google.com, pub-3242621414822145, DIRECT, f08c47fec0942fa0 Real Estate Photography Gear – The 11 Things I Use On Most Shoots – Rick McEvoy Photography

Real Estate Photography Gear – The 11 Things I Use On Most Shoots


Real Estate Photography Gear - The 11 Things I Use On Most Shoots

You need photography gear to take real estate photos. But how much stuff do you need? Well it might surprise you how little gear I use.

These are the 11 bits of photography gear that I use on real estate photography shoots.

  • Canon 6D
  • Canon17-40mm lens
  • Manfrotto 190 Go Tripod
  • Manfrotto XPRO Geared Tripod Head
  • Universal L Bracket
  • Manfrotto 200PL quick release plates
  • Neewer Loupe viewer
  • Eclipse Lens Cleaning Solution
  • Pec Pads
  • Lastolite Grey Card
  • Peak Design Everyday Backpack

And there is my iPhone XS for everything else. Sorry and memory cards and batteries…..

And that is, for 95 out of 100 shoots, all that I use. Seriously. I have lots of other stuff but this is all I pack and use.

Who am I?

I am a real estate photographer based in the UK. I specialise in real estate photography, architectural photography and also construction photography. Basically I photograph buildings.

I am also the creator of the Photography Explained Podcast.

I am also a Chartered Builder.

So you can trust me when I tell you that I know what I am talking about.

Affiliate links

The links to gear in this post are affiliate links – if you buy something using one of these links you do not pay any more, and I get a small commission. And you get my gratitude.

All my own experience

This series of posts about real estate photography is based on my many years doing this stuff, and is not the result of a quick Google search for all the latest buzzwords.

I am not a gear fan

I love my gear, but as you will see from the list above neither do I have the latest gear, nor do I have lots of gear.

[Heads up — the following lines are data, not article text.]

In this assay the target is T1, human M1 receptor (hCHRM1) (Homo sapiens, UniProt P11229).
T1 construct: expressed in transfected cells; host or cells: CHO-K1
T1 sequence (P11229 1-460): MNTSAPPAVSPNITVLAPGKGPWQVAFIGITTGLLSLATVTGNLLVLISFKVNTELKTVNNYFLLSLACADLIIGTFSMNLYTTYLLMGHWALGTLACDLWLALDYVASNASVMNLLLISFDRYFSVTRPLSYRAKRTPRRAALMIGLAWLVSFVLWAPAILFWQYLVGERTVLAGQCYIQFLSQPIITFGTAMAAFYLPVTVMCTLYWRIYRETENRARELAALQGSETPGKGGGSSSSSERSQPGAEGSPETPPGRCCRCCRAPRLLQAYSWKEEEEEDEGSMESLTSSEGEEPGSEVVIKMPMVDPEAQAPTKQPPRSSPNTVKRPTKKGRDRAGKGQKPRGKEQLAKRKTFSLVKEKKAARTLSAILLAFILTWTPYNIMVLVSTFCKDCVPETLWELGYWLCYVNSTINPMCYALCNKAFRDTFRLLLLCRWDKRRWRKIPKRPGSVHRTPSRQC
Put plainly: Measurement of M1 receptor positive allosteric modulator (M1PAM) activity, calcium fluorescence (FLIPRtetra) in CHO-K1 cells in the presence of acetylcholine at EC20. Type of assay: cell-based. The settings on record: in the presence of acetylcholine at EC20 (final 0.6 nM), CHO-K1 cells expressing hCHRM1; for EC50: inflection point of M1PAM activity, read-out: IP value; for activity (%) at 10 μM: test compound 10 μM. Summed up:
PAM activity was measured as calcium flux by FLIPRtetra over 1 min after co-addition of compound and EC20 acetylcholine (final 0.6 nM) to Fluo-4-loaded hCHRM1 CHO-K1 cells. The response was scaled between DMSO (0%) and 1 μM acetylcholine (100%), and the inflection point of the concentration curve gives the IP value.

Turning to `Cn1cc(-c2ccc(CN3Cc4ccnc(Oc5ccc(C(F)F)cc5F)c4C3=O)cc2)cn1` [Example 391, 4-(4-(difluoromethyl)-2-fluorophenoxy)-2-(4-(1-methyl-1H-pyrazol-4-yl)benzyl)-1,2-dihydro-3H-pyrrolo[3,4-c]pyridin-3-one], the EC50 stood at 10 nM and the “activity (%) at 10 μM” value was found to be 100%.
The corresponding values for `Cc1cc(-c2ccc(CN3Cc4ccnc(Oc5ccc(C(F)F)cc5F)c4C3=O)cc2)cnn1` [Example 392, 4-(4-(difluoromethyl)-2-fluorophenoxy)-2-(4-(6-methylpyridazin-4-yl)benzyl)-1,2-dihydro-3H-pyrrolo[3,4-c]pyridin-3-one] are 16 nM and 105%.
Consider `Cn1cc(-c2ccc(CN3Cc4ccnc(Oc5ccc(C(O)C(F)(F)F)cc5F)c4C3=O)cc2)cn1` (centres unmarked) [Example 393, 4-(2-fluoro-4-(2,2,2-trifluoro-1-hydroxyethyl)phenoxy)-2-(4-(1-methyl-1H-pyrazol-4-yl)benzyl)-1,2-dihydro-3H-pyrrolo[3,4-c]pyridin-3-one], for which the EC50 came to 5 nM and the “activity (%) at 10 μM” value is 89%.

I have assembled this little lot over the years, and this is genuinely all that I use for the vast majority of shoots.

Less is more

I used to take everything that I had on a shoot. And I mean everything. And not use most of it. And I did this on every shoot just in case. This becomes a problem when you are trying to photograph an entire house in the allotted hour that you have.

And even more of a problem trying to get around a live construction site with a load of gear.

The penny finally dropped, and on one shoot I used one small bag with the things that I thought that I needed, and guess what?

I was fine. It went just fine.

Getting from less to even less

Once I had started down that road of less after a shoot I would look at what I had used, and had not used. I kept doing this until I got down to the bare minimum, which is what I use now.

And this got me looking at all the gear that I had. I took a load of stuff and put it in the garage, and then roughly a year later sold all that stuff that I clearly did not need.

But what if something fails?

I have two camera bags. One I take on a shoot, and one that stays in the car.

The bag for the shoot

As I said I have two bags. One is the Peak Design Everyday Backpack. I use the smaller. 20 litre one. This is the one that takes all the gear listed at the start of this post. Using a backpack leaves my hands free to get around.

I also use this great bag as my hand luggage for foreign trips.